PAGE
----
CRIBS TO CONSIDER

KINGSTON KOOL: Uptown Kingston, the first capital of New York, is capitalizing on one shot of hip and a chaser of big attention with the 43-room Hotel Kinsley, four refurbished 19th-century buildings, chosen by The Wall Street Journal as one of the four “best designed things of August.’’  Think Scandinavian lighting, Moroccan kilims, and snail-shaped lumache pasta with pecorino and peas. http://bit.ly/KingstonsBestDesignHotel

WE’LL KEEP THE LIGHTS DOWN FOR YOU: A roadside motel in the Catskills has been hollywoodized. Behind each green door is a room straight out of pop culture. Stretch out on Cleopatra’s gold mahogany bed of more than 500 pounds. Freshen up in the Genie Bottle bathroom, relax in Fred and Wilma’s cave, or take a break along the shoulder of the Yellow Brick Road. Just check the shower before stepping in. http://bit.ly/GreatestThemesHotel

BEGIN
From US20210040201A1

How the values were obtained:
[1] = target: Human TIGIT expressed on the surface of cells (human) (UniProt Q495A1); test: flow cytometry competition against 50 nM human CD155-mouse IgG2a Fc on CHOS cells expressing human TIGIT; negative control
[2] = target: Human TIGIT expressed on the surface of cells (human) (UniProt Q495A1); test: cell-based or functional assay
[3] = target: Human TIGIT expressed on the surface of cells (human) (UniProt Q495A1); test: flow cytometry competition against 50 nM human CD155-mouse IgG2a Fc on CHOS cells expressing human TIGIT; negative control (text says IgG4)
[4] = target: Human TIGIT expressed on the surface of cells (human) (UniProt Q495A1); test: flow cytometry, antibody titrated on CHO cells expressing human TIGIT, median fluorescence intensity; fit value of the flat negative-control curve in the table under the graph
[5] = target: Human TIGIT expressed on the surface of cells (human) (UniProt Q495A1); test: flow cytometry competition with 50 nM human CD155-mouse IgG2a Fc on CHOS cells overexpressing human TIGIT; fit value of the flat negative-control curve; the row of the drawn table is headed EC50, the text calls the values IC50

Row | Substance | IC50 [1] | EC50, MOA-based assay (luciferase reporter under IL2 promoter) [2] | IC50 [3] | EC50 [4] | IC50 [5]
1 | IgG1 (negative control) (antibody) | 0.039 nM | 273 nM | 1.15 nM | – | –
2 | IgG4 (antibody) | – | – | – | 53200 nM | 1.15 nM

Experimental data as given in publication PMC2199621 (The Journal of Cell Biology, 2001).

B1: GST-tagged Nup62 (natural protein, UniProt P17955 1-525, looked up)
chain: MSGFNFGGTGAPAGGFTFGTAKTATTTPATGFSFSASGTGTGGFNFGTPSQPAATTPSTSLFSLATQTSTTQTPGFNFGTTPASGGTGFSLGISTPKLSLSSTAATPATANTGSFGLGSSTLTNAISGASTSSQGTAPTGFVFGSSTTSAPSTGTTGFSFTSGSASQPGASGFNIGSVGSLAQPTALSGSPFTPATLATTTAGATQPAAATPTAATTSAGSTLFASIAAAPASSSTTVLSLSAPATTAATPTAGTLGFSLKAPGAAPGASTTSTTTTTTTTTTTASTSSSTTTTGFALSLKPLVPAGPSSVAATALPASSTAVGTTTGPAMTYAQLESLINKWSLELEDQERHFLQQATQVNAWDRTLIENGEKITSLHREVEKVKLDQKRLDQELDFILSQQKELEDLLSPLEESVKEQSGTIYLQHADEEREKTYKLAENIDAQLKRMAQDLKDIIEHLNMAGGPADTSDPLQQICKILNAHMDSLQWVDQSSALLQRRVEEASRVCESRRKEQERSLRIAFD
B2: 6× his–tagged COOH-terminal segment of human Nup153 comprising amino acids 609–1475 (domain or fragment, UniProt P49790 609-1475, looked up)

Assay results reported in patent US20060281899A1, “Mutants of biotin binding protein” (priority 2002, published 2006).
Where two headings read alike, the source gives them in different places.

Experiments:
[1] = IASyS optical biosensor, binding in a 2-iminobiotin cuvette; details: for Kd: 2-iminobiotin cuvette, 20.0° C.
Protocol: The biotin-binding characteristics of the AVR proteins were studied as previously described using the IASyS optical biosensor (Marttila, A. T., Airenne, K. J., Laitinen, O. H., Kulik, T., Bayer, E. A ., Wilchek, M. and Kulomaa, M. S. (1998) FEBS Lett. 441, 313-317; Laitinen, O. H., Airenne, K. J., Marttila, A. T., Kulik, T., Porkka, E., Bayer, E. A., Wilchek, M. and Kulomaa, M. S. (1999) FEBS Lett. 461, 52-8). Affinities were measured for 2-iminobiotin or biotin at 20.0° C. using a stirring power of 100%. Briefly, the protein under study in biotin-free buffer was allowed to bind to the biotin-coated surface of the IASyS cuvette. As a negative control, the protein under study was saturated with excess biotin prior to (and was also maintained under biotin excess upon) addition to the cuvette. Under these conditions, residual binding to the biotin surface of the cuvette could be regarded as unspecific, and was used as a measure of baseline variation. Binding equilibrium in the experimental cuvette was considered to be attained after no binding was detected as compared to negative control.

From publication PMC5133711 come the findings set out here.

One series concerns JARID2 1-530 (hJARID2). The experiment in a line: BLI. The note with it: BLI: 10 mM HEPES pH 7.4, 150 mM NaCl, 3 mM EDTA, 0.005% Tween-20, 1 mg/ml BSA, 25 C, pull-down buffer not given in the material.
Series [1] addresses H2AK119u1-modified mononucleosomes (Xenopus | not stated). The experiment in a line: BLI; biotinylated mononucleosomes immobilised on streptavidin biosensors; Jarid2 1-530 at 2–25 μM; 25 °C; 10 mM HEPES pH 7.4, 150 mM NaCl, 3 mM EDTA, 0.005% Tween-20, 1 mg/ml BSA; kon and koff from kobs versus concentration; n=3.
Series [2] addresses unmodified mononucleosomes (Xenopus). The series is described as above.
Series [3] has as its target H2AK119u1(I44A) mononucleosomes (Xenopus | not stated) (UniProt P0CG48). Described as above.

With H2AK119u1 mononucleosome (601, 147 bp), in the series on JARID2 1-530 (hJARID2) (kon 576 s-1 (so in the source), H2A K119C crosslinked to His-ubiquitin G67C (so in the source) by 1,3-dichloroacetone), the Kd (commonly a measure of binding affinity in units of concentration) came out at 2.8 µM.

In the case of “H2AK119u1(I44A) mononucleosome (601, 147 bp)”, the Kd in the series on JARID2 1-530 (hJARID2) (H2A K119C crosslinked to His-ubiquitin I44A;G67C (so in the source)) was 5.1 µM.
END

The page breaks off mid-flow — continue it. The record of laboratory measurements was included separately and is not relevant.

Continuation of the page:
CRAN APPLE OF OUR EYE: Cranberry Lake Campground in St. Lawrence County is ranked among the eight most breathtakingly beautiful campgrounds in America. It’s “off the charts,” says the Washington Post. By the way, what’s the third largest lake completely within the Adirondack Park? Lake George, Great Sacandaga and … http://bit.ly/MostBeautifulCampgrounds

GF City Park_Eric Potter.jpgFind your cool in Glens Falls this summer. Check out original theater, music, markets, baseball, exhibits, free outdoor movies, healthy eating and festivals. (Eric Potter)

SUMMER STUFF

PAVLOV’S DING-A-LING: We have Ohioan Harry Burt to thank. It is he who is credited with creating the ice cream van jingle.  Mr. Burt festooned one of his trucks with bells — and the neighborhood kids came running. Then he put bells on his entire treat fleet. http://bit.ly/TheIceCreamJingle

WHY BASEBALL MATTERS: Time for a pitching change. So, the Kalamazoo Growlers coach marched smartly to the mound.  He took the ball, rubbed it for good luck, talked a bit of quiet strategy, and encouraged his players, even slapped a few backsides.  He’s 6. http://bit.ly/6YearOldCoach